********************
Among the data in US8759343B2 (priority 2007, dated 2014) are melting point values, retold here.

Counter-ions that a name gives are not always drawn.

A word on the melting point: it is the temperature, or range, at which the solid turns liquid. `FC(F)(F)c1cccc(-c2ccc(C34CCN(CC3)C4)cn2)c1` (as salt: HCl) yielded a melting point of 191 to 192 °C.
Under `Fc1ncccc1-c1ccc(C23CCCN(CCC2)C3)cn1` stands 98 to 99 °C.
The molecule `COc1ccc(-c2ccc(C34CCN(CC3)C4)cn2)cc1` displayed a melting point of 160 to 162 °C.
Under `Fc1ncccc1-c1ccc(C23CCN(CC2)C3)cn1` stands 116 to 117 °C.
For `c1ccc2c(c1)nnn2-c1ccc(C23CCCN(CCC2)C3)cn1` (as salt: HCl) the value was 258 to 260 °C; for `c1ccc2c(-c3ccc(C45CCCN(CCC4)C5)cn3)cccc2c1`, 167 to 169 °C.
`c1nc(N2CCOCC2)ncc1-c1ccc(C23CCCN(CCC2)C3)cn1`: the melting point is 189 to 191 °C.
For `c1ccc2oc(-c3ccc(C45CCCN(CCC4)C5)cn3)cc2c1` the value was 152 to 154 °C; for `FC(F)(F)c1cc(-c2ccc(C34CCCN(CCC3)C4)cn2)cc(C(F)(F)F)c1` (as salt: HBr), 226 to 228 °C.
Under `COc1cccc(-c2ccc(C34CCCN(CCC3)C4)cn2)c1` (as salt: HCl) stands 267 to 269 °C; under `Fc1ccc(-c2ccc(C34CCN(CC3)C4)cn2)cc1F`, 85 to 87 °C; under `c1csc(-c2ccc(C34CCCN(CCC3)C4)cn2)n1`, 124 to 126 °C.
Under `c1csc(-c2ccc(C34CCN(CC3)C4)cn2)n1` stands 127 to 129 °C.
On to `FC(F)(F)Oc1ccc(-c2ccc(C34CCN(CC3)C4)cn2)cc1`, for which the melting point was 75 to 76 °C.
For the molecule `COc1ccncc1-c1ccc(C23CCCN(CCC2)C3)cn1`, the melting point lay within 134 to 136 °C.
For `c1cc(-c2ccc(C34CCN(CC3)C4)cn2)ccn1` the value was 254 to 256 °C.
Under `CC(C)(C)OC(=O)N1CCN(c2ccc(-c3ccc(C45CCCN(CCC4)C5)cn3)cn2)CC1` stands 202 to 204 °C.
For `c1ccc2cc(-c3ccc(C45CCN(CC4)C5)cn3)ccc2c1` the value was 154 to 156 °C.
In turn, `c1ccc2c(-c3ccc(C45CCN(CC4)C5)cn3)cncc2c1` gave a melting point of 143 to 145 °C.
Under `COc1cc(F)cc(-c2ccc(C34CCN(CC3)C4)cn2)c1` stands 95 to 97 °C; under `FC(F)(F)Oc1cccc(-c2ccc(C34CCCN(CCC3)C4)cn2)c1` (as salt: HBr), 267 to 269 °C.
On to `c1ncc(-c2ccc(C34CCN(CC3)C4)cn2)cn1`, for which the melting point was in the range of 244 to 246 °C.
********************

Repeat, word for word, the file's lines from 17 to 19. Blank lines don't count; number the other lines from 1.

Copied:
In turn, `c1ccc2c(-c3ccc(C45CCN(CC4)C5)cn3)cncc2c1` gave a melting point of 143 to 145 °C.
Under `COc1cc(F)cc(-c2ccc(C34CCN(CC3)C4)cn2)c1` stands 95 to 97 °C; under `FC(F)(F)Oc1cccc(-c2ccc(C34CCCN(CCC3)C4)cn2)c1` (as salt: HBr), 267 to 269 °C.
On to `c1ncc(-c2ccc(C34CCN(CC3)C4)cn2)cn1`, for which the melting point was in the range of 244 to 246 °C.